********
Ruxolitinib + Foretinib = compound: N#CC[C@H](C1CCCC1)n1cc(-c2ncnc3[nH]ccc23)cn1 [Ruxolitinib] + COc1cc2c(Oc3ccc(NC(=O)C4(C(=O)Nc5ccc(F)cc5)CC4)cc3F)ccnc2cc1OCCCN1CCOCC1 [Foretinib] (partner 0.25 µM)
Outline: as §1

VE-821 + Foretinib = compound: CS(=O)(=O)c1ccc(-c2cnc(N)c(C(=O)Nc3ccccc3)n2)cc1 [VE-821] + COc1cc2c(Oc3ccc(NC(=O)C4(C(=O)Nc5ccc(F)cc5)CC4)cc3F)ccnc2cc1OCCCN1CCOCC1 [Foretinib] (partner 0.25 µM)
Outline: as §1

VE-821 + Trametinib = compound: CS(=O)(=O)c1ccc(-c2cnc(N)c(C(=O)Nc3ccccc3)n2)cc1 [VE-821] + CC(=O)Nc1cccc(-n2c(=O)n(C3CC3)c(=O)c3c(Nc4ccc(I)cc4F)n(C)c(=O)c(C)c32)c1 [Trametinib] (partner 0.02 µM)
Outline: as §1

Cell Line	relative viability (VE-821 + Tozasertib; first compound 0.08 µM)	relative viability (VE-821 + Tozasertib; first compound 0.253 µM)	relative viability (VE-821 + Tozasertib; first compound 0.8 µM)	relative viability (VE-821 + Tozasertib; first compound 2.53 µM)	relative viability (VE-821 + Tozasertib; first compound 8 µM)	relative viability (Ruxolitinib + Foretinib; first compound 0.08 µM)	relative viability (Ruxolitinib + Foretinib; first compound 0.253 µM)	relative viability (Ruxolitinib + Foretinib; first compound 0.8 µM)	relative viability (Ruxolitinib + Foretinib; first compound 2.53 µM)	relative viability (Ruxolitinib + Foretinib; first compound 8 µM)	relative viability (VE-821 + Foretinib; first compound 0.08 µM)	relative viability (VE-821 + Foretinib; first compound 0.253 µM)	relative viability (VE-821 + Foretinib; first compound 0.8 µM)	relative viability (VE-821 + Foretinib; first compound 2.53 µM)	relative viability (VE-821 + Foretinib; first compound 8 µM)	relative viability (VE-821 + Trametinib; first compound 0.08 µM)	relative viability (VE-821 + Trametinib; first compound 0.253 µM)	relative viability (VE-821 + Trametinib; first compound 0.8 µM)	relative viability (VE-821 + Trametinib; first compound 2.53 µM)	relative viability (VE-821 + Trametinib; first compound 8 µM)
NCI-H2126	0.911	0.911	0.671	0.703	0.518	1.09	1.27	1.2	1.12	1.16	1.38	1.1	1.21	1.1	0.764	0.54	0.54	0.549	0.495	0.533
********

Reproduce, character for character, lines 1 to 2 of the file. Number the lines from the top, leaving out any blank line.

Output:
Ruxolitinib + Foretinib = compound: N#CC[C@H](C1CCCC1)n1cc(-c2ncnc3[nH]ccc23)cn1 [Ruxolitinib] + COc1cc2c(Oc3ccc(NC(=O)C4(C(=O)Nc5ccc(F)cc5)CC4)cc3F)ccnc2cc1OCCCN1CCOCC1 [Foretinib] (partner 0.25 µM)
Outline: as §1